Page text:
Scotty and Joe walk to Hurd Point, TASPAWS rangers thank others on station for helping with their work projects, and an unusual visitor comes to Macca.

Scotty and Joe walk to Hurd Point

Supervising communications technician Scotty and building services supervisor and carpenter Joe returned to station a few days ago from a week long walking trip to Hurd Point at the southern tip of the island. The purpose of the trip was to perform some maintenance and repairs at the Mt Jeffryes VHF repeater near Hurd Point, and carry out other hut building and communications facilities maintenance and repairs along the way.

The Mt Jeffryes repeater is essential to provide good radio cover to the southern end of the island, and is particularly important for safety reasons given the relative remoteness of the area. Additionally, the nature of the albatross and other wildlife research that is done in the area requiring access to steep coastal slopes, means that our communications to this area must be good.

Joe shares some of his photos of their trip.

TASPAWS rangers thank others on station for helping with their work projects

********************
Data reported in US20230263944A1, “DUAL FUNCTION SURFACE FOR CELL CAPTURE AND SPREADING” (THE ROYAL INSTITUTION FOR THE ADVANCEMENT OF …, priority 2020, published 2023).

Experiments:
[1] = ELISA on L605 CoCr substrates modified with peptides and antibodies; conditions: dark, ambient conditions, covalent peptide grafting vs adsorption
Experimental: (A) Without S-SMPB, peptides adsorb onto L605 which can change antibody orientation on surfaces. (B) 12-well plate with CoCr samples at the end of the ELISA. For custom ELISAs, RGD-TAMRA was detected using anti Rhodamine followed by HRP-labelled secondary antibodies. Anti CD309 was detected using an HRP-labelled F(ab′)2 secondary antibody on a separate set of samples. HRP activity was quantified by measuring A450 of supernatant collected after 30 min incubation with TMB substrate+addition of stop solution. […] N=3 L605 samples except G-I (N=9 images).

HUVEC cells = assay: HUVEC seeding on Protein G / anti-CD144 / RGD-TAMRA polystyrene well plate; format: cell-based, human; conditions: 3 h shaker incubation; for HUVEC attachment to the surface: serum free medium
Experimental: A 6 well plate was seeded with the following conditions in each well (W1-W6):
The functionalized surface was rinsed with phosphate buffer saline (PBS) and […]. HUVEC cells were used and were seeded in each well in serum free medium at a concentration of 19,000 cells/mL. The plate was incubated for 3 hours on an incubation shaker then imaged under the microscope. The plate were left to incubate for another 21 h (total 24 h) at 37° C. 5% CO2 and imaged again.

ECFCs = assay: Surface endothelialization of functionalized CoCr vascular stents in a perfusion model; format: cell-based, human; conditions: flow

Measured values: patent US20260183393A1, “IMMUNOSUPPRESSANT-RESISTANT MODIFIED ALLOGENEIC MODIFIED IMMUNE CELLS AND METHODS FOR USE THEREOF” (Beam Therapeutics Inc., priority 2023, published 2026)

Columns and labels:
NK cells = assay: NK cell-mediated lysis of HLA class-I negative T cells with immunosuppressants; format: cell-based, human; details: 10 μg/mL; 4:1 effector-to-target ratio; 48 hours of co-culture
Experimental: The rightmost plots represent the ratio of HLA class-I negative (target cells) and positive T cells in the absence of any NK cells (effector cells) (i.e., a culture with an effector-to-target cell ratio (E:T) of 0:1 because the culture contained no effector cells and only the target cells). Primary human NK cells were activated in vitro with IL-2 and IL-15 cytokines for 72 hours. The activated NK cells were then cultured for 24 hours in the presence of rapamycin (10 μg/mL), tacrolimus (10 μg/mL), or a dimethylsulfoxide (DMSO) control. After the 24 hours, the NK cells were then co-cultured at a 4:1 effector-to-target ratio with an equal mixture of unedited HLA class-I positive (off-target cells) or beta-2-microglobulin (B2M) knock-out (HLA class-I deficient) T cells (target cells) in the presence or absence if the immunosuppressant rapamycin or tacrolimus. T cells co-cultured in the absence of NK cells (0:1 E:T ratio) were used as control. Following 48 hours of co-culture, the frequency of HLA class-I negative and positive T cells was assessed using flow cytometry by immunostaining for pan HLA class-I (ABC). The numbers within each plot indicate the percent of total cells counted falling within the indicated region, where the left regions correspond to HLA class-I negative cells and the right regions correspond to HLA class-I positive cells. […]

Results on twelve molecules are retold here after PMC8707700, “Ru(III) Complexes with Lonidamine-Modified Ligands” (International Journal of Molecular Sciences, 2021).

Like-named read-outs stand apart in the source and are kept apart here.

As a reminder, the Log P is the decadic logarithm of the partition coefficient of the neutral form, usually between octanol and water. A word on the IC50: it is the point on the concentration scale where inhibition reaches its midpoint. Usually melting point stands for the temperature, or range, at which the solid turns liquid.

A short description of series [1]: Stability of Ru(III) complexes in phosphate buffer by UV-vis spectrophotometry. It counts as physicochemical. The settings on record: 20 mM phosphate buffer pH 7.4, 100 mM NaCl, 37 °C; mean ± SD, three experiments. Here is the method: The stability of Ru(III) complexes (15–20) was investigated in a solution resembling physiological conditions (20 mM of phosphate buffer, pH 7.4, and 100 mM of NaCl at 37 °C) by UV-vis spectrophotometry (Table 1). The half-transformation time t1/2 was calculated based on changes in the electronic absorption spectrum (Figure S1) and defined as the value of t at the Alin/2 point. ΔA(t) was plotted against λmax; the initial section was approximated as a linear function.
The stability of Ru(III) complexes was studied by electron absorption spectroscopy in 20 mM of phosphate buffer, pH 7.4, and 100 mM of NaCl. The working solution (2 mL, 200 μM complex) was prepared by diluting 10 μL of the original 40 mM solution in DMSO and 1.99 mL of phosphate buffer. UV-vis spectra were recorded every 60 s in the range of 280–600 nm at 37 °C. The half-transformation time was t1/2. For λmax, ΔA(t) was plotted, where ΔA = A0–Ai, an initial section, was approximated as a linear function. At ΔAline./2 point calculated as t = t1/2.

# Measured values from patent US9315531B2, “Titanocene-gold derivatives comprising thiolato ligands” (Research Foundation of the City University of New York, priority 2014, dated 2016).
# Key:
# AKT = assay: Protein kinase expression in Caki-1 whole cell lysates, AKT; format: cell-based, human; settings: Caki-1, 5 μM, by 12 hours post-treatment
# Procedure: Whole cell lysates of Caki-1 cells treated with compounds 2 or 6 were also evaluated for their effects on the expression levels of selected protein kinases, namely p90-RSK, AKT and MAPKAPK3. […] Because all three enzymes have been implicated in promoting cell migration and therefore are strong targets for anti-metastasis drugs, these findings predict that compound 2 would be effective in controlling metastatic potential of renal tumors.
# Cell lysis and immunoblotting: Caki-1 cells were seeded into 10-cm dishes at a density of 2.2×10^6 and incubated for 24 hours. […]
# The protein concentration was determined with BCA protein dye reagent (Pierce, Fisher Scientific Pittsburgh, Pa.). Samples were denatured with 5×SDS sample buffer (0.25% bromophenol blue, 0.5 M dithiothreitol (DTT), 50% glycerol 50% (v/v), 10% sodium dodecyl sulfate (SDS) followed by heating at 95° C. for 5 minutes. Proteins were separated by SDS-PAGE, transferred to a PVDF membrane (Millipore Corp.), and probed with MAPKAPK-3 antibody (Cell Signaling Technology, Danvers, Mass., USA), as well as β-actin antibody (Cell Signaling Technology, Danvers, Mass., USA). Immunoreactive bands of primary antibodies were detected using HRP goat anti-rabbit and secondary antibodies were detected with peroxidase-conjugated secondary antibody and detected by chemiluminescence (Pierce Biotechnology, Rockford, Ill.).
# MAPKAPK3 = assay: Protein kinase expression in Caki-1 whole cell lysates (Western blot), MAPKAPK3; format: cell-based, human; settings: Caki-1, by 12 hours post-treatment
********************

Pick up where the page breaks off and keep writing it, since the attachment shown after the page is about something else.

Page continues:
Last weekend, Tasmanian Parks and Wildlife Services ranger in charge Chris, wildlife ranger Mike, and summer ranger Andrea, assisted by albatross and giant petrel project researchers Kate and Jarrod, put on Saturday night dinner for all on station. This was a way of saying thanks for assistance provided by everyone else on station at various points towards the numerous TASPAWS field and wildlife projects, and work programmes. In turn, these activities have provided very welcome opportunities for station based expeditioners to get out into the field to participate in the interesting TASPAWS projects and see more of the island and its wildlife than they might not have otherwise been able to do so. 

Chris, Mike, Andrea, Kate and Jarrod put on a very well cooked barbecue lamb-on-a-spit dinner, followed by some light hearted presentations to some of their key helpers.

An unusual penguin visitor

Summer ranger Andrea spotted an unusual penguin visitor this week, an Antarctic chinstrap penguin, amongst some local gentoo penguins. The nearest chinstraps are on Heard Island and Scott Island in the Ross Sea. Vagrant chinstraps are seen here occasionally, and this is our second for the year.